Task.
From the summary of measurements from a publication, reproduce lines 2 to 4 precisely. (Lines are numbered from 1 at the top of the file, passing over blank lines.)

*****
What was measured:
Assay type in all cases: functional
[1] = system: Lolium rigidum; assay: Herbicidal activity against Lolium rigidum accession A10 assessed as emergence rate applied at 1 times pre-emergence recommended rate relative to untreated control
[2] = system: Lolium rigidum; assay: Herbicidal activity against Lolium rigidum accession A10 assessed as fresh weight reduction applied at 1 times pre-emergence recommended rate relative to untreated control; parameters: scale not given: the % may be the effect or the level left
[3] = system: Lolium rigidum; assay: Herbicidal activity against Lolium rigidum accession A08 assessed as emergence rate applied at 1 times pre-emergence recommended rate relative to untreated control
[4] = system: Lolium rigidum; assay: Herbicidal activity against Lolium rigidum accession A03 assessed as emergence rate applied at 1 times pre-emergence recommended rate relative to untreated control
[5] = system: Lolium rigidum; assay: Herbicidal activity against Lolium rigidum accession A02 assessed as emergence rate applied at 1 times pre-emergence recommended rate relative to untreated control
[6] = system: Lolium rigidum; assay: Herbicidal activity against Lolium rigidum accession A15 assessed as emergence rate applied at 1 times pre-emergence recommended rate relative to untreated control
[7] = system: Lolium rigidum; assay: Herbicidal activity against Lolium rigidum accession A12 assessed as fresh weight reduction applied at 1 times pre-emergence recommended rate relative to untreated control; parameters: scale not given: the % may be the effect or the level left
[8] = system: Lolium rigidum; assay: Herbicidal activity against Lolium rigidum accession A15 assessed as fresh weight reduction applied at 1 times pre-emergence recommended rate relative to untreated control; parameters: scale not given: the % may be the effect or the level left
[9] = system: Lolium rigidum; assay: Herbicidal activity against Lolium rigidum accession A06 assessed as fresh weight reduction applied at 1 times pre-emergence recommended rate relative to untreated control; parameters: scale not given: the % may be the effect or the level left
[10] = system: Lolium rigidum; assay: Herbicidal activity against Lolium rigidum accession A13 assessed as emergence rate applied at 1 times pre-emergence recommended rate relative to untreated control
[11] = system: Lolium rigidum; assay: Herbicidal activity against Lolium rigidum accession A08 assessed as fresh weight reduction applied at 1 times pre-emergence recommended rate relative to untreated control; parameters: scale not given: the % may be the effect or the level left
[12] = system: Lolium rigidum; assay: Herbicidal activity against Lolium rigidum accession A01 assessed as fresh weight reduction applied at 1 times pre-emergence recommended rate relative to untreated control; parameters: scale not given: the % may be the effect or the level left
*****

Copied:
Assay type in all cases: functional
[1] = system: Lolium rigidum; assay: Herbicidal activity against Lolium rigidum accession A10 assessed as emergence rate applied at 1 times pre-emergence recommended rate relative to untreated control
[2] = system: Lolium rigidum; assay: Herbicidal activity against Lolium rigidum accession A10 assessed as fresh weight reduction applied at 1 times pre-emergence recommended rate relative to untreated control; parameters: scale not given: the % may be the effect or the level left